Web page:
Meme comparing protecting an iPad with women dressing modestly sparks debate

Photo: Twitter/Getty Images

Memes are like the proverbs of our day — an easy way for people to communicate commonly held beliefs when they don’t feel they have the right words themselves. One meme that made the rounds last year and has just resurfaced on Twitter this week is communicating a message many find problematic. Here’s the message of the meme: Just as girls should put a cover on their iPads to protect their value, they should dress modestly to protect themselves.

“Once my dad forwarded this to me on Facebook, and I don’t think I’ve rolled my eyes so far back in my life,” Twitter user Gwen wrote, posting a screenshot of the story. In three days, the post has 2,000 retweets, more than 6,000 likes, and 185 comments from others who are not OK with this analogy.


“A girl bought an iPad, when her father saw it,” the story begins. “He asked her “What was the 1st thing you did when you bought it?’ ‘I put an anti-scratch sticker on the screen and bought a cover for the iPad,’ she replied.”

He goes on to ask about why she covered the iPad and whether she thought it decreased the device’s value or beauty. Of course, the answer is no.

“Yet if I had asked you to cover your body which is much more precious than the iPad, would you have readily agreed?” he asks in the end. “Indecent dressing and exposure of your body reduces your value and respect.”

This isn’t just a story that should make young women groan out of exasperation with their out-of-touch parents. It’s dangerous, particularly when you assume the woman’s “value” includes her safety from sexual assault.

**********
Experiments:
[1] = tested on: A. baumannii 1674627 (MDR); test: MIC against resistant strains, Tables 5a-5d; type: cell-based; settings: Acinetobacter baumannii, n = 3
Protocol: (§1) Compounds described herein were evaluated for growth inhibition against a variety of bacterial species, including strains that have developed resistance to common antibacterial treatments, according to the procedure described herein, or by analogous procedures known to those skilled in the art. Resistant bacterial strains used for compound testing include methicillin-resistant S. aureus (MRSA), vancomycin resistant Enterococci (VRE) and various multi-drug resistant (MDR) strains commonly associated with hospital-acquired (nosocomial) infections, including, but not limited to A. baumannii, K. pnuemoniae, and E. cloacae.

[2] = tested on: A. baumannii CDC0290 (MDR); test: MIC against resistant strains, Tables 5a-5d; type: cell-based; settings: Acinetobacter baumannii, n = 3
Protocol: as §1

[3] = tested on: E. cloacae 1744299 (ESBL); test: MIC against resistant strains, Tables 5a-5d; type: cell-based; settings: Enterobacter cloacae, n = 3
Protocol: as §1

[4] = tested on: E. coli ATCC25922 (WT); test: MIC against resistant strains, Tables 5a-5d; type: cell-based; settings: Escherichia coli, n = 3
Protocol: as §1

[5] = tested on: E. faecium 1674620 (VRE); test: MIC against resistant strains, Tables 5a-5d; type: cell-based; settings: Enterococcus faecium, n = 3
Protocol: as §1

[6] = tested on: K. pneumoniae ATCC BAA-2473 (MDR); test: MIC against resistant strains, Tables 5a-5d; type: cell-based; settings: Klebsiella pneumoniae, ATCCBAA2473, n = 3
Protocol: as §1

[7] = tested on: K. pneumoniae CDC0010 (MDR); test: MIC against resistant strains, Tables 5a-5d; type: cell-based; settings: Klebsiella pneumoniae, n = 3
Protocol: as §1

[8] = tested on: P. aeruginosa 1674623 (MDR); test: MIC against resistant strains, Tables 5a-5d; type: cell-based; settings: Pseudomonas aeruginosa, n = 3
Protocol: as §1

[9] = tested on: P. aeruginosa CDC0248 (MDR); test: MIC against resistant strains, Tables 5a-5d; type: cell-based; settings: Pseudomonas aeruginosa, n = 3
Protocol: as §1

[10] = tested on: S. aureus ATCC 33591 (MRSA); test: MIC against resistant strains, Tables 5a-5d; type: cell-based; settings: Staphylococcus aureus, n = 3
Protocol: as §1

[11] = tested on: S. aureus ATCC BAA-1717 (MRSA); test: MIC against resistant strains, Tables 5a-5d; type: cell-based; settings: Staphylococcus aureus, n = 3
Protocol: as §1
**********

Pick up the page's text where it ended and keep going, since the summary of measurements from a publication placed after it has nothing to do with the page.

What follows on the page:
“Not only is that a victim-blaming idea that presents a double standard for the expectations of how women dress compared with men, but it also takes responsibility away from people who perpetrate sexual violence,” Laura Palumbo, communications director for the National Sexual Violence Resource Center, tells Yahoo Beauty. “Although people may react that this is a well-intentioned or protective way for a father to react, it’s something that for that daughter sends the message that is very shaming and blaming about their body. It suggests that their body is a problem to be solved by the way that it is dressed.”

Unless the father is literally talking about wearing protective gear during extreme sports, the assumption that dressing modestly protects women is also false. Palumbo said that 1 in 3 women worldwide is a victim of either domestic violence or sexual assault, and that’s a problem that persists across all cultures regardless of the standards of modesty.

Another problem with a simplistic analogy like this is that its focus is on young women, when children, men, and the elderly are also victims of sexual assault. “Not only does this meme send a negative and victim-blaming message to women, but it also confirms the myth in our culture that makes all of these other survivors of sexual assault invisible,” Palumbo noted.

Many commenters on Gwen’s tweet found the story offensive.



But others found some humor in it as well.


If there are parents out there who are looking for a good, positive message to tell their children about how they dress and present themselves to the world, Palumbo has a suggestion: “Send a message to children that no matter what they are choosing to wear, they are always worthy of respect and of having their boundaries honored.”

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